AOH :: DOPPLER.TXT An attempt to derive the transvers Doppler formula from basic principles
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From: rose@garnet.acns.fsu.edu (Kermit Rose)
Subject: Transverse doppler effect.
Date: Thu Oct  7 15:06:21 1993

The following is an attempt to derive the transverse doppler formula from basic
principles, thus showing its validity.  The time and distance lorntz
transformations follow from the transverse doppler effect.

The basic principle is that we can not measure our velocity with respect to
space itself.  We can not grab a piece of space and say that it is moving or
is stationary with respect to ourselves.  Thus, if we are moving toward a
source of light, we can not say how much of the relative velocity is due to
our motion and how much of the relative velocity is due to the motion of the
source of light.  Any formula for a quantity depending on the velocity of
a source of light toward us will be in terms of the relative velocity only.
This is for the obvious reason that source velocity or observer velocity
cannot be measured separately.

Now imagine a source of light moving perpendicular to our line of sight.
Consider a wave train that is moving along our line of sight.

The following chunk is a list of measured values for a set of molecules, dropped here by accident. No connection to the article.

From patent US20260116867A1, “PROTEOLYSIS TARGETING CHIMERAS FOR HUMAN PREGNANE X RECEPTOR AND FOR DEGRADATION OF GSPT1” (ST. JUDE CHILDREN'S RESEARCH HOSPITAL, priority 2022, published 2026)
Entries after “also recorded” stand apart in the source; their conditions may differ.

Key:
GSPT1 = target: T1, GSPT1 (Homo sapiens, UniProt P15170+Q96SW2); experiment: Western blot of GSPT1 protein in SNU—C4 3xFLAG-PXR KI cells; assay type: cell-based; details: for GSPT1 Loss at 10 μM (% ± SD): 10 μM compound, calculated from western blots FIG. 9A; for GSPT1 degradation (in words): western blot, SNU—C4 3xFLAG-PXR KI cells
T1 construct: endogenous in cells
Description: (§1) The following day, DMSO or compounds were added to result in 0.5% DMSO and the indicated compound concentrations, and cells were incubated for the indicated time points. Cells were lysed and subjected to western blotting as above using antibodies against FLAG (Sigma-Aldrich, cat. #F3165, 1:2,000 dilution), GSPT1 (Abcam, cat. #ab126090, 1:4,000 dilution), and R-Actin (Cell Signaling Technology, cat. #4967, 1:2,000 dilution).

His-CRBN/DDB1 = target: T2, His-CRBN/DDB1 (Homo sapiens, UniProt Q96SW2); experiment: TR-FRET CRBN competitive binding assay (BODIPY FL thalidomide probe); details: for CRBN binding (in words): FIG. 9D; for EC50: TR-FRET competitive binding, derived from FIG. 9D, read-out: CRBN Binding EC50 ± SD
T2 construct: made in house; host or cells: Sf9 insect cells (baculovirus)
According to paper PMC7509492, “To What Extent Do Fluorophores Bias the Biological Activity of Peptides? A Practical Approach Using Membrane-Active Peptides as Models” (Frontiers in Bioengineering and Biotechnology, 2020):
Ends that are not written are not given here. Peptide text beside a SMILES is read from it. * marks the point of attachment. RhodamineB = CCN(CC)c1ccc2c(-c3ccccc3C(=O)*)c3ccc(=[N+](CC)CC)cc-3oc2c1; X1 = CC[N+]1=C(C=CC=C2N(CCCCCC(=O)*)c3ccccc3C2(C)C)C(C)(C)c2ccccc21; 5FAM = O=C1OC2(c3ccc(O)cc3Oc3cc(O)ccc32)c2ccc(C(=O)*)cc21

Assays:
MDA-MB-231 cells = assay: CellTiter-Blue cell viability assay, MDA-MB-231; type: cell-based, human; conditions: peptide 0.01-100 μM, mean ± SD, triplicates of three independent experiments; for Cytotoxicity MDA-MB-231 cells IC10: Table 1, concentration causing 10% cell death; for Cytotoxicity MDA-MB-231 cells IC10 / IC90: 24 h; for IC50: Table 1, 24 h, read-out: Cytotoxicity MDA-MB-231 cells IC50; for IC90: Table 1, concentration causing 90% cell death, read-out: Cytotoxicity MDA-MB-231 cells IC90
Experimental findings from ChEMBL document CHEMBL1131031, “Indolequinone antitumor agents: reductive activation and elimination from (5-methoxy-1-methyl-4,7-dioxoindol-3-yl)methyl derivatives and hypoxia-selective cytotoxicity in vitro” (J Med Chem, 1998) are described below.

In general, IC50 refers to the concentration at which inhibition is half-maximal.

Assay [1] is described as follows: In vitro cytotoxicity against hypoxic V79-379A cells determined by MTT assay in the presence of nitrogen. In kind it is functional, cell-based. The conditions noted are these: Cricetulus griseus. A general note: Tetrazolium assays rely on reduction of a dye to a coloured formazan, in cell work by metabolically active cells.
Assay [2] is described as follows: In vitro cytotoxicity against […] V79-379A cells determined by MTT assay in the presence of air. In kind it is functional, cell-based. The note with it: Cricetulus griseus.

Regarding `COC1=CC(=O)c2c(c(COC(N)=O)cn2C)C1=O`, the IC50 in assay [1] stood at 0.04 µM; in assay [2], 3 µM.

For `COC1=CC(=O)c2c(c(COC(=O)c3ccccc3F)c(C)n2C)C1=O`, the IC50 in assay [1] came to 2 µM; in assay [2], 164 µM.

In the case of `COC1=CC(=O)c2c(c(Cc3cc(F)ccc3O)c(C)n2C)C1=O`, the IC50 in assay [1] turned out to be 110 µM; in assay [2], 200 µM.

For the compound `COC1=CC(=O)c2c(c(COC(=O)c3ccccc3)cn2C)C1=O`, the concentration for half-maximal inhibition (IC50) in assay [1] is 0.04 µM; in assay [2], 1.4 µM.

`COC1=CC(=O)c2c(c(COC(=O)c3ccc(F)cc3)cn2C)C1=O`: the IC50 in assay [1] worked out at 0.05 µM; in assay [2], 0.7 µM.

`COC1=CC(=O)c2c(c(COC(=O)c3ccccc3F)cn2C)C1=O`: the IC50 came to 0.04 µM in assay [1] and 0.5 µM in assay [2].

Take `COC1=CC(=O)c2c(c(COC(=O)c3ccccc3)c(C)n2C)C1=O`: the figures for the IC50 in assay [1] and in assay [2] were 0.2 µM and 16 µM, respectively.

The transverse motion of the light source stretches out the wave train some.
This gives it a longer wavelength.

Draw a diagram.  Let the speed of the transverse  light source be V.

Then in time T, the light source would have moved distance VT.  The stretched
out light wave train would have traveled a diagonal distance cT.  The distance
measured in the reference frame of the light source of this same wave train
would be cT * sqrt(1 - V^2/c^2)

which we get by the pythagorean right triangle formula a^2 + b^2 = h^2.

Frequency * wave length is speed of light.
Let f' be observed frequence in our reference frame.  Let f be frequency in
reference frame of light source.

Wave length of train of light waves is (in our reference frame)
c/f' = ct  where t is the time for the light to travel distance of one
wave length.

c/f' = ct = [ct*sqrt(1-V^2/c^2)] / sqrt ( 1 - V^2/c^2)
= (c/f)/sqrt(1 - V^2/c^2)

c/f'   = c/( f*sqrt(1-v^2/c^2)

f' = f * sqrt(1 - V^2/c^2)

Thus the frequency observed is f*sqrt(1-V^2/c^2)  where f is the frequency of
the wave train in the reference frame of the light source.